When Tories support it. Wholeheartedly.
Gosh, that didn’t take long, did it?
When Tories support it. Wholeheartedly.
Gosh, that didn’t take long, did it?
Today’s Guardian has this story about inconsistencies in George Osborne’s claimed savings from raising the male pension age:
The NIESR said Osborne’s team had made a mistake in their calculations, misreading a paper written by the thinktank earlier this year. Osborne aides originally based their calculations on a NIESR document in the House of Commons library. After his speech the thinktank sought clarification of his assumptions. It has recalculated the figures and will present them at a conference on Monday.
The NIESR aren’t, of course, the first people to wonder whether everything about Osborne’s plans really adds up; the Lib Dems’ very own Work and Pensions guru spotted this one a few days ago, commenting:
The only other explanation is that this is a figure for a whole Parliament – ie an annual saving times 5. Presumably in the 2016 to 2020 Parliament you could save over £10 billion from this measure, and then you are not far off the Tory figure. But the impression they seem to want to give is that this is a huge and specific cut, when, in the context of a Government deficit this year forecast to be in excess of £175 billion, £2 billion saving on pensions starts to look a lot more modest. Surely they can’t be trying to mislead us??
Why yes, Steve, they might just be. Not quite the fiddle you guessed, instead they are quoting the figures to us not in today’s money, but in 2020 money:
A spokesman for Osborne said the £13bn savings included inflationary rises between 2009 and 2020.
This, despite NIESR’s judgment that “There is no way of knowing how much it will save except in today’s money,” adding that (in today’s money) “the package that the Conservatives are proposing … will only raise £4bn [in 2016]”. The savings the Tories are talking about will only really fill out in about 2023. Not really going to help much with the deficit in the meantime, is it?
As our own Lord Oakshott comments in the Guardian’s piece: “This saga of incompetence and dishonesty shoots to pieces his claims to be a responsible chancellor.” Coming hot on the heels of a conference where the Tories main aim seemed to be to polish up George Osborne’s reputation and make him look chancellor-like, this is a bit of a problem for George. After all, it doesn’t look great for the NIESR to be holding a conference on Monday at which they essentially mark George’s work, and give him a “must try harder”.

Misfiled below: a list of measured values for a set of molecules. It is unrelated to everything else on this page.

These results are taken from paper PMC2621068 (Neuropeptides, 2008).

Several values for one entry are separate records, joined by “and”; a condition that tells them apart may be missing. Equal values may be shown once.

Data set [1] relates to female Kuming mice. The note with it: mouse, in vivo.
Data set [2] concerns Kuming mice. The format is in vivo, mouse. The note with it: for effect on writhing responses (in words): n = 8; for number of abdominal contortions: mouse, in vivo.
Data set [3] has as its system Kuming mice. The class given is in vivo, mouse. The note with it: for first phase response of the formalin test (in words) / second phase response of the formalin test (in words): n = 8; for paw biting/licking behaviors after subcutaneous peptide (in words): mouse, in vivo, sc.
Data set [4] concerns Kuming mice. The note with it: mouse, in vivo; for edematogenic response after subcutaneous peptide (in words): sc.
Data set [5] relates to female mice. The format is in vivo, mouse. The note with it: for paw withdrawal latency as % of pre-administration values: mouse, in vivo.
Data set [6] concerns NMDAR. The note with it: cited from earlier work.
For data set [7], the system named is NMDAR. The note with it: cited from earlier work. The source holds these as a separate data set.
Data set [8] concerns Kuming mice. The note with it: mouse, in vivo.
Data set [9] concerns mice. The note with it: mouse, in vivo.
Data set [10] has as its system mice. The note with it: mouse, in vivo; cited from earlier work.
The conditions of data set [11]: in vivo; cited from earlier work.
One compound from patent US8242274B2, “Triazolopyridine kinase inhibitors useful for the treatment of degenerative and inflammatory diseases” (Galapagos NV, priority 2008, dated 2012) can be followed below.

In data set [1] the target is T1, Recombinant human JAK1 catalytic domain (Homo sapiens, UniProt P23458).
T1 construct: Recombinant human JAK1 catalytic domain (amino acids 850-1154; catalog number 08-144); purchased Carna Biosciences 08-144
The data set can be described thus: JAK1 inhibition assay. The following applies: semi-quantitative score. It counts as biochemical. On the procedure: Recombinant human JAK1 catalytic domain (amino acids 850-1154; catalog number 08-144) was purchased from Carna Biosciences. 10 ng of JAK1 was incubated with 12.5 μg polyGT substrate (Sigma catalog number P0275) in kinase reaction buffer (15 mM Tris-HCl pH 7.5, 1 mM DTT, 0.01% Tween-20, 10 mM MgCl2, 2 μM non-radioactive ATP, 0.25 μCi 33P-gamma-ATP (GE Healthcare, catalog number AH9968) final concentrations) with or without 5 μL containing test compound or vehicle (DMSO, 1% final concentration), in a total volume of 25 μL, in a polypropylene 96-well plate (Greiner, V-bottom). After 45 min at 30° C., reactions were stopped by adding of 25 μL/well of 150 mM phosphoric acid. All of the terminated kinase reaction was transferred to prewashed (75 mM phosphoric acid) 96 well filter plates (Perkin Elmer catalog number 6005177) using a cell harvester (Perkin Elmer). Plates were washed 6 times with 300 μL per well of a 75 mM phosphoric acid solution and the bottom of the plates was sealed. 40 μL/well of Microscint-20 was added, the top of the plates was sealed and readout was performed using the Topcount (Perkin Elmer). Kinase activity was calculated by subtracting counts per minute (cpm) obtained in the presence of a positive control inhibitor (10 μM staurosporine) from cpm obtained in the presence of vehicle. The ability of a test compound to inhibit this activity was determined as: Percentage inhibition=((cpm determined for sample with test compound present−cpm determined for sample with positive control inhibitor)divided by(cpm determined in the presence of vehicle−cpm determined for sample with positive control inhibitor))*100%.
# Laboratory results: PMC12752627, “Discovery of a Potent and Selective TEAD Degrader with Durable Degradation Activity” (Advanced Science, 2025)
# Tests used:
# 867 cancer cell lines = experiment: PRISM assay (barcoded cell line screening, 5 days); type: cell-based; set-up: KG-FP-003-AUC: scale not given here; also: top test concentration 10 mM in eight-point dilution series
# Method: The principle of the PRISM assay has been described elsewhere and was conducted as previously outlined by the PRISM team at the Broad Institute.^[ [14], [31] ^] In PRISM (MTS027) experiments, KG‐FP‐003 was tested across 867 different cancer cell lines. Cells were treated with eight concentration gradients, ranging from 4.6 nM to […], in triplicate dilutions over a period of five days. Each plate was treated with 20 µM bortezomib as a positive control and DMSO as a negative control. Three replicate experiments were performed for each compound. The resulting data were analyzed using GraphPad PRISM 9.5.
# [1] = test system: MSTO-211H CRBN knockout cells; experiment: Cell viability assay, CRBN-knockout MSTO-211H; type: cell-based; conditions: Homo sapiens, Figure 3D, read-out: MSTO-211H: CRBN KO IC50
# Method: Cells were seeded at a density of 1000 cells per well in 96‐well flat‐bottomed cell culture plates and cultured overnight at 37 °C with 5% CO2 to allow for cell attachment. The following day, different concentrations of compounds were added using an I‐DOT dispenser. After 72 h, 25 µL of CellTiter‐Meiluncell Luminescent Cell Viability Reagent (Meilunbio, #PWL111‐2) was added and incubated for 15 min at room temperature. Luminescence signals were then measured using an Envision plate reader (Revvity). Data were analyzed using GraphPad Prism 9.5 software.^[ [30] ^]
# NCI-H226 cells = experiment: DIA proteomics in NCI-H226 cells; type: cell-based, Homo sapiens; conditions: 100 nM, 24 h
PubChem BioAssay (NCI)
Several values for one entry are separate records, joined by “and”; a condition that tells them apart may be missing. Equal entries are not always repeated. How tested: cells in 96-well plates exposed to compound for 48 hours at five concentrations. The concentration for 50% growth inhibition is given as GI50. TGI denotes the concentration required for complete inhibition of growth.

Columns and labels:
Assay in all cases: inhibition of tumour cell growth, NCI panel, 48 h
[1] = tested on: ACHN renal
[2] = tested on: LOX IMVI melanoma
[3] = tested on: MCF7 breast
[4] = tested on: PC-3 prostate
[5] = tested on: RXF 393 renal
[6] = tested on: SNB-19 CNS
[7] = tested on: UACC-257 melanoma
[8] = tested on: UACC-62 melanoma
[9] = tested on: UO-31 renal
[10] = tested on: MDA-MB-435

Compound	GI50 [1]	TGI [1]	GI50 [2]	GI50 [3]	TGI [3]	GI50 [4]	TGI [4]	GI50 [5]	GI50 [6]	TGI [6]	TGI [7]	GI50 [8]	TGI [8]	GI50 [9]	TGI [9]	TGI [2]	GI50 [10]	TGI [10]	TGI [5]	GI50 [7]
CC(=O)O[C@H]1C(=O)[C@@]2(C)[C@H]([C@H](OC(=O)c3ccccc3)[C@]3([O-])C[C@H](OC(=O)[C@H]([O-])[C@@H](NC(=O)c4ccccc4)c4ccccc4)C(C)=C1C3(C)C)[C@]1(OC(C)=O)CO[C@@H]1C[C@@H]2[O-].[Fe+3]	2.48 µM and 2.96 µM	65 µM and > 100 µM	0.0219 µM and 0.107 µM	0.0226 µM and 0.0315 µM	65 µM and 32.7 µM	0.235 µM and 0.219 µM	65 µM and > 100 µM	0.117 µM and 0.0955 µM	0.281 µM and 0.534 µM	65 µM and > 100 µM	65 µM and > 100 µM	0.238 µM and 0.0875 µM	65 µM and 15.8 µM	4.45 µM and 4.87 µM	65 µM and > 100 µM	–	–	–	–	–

Like Matthew Oakshott said at conference, Vince is a professional, George is an amateur. Not only do we realise it, not only do most people in business and finance realise it, but the Tories know it. Deep down. I watched the conference coverage of Tory conference on BBC Parliament. Ignoring, for a moment, the rather sullen response he got to some of his speech, lets talk instead about how many veiled criticisms were voiced from both the floor and the stage about Osborne’s lack of experience. On the afternoon when Ken Clarke spoke, the session which he lead was full of comments to the effect that people without any business experience shouldn’t be running our economy, to warm applause from the floor. All very well when you’re pointing up some of the experience of the Tory party’s business team, many of them parachuted straight from industry into the Lords, but it rather falls down when you remember that Boy George has done almost nothing in the world of business either.
Wikipedia offers us this summary of George Osborne’s experience before going into politics:
Osborne’s first job was to provide data entry services to the National Health Service to record the names of people who had died in London. He also briefly worked for Selfridges. He originally intended to pursue a career as a journalist, but, after missing out on a position at a national newspaper, was informed of a vacant job at the Conservative Central Office.
Brilliant. OK, so that’s not necessarily a sympathetically written description. But even the Tories’ own website can only manage this:
After a short spell as a freelance journalist, George joined the Conservative Research Department in 1994 and has since dedicated himself wholly to politics.
It doesn’t exactly suggest the kind of background experience that was repeatedly called for at Tory Conference, does it? I might as well throw in, for good measure, a quick reminder: Vince Cable was Chief Economist for Shell. Just mentioning.